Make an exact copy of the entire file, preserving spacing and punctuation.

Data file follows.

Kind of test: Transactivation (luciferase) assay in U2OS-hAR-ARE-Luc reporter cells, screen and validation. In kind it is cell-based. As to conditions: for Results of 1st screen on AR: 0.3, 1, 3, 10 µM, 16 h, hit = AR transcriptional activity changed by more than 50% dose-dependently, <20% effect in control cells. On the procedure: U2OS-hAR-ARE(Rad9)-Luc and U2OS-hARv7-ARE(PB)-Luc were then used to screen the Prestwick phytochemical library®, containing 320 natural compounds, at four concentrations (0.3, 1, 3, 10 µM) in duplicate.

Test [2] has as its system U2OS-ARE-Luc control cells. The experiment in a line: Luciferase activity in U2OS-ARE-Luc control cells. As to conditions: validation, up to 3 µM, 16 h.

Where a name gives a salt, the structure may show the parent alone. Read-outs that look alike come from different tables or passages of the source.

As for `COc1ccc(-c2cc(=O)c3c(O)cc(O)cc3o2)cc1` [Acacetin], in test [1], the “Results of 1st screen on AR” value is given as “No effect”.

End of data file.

Kind of test: Transactivation (luciferase) assay in U2OS-hAR-ARE-Luc reporter cells, screen and validation. In kind it is cell-based. As to conditions: for Results of 1st screen on AR: 0.3, 1, 3, 10 µM, 16 h, hit = AR transcriptional activity changed by more than 50% dose-dependently, <20% effect in control cells. On the procedure: U2OS-hAR-ARE(Rad9)-Luc and U2OS-hARv7-ARE(PB)-Luc were then used to screen the Prestwick phytochemical library®, containing 320 natural compounds, at four concentrations (0.3, 1, 3, 10 µM) in duplicate.

Test [2] has as its system U2OS-ARE-Luc control cells. The experiment in a line: Luciferase activity in U2OS-ARE-Luc control cells. As to conditions: validation, up to 3 µM, 16 h.

Where a name gives a salt, the structure may show the parent alone. Read-outs that look alike come from different tables or passages of the source.

As for `COc1ccc(-c2cc(=O)c3c(O)cc(O)cc3o2)cc1` [Acacetin], in test [1], the “Results of 1st screen on AR” value is given as “No effect”.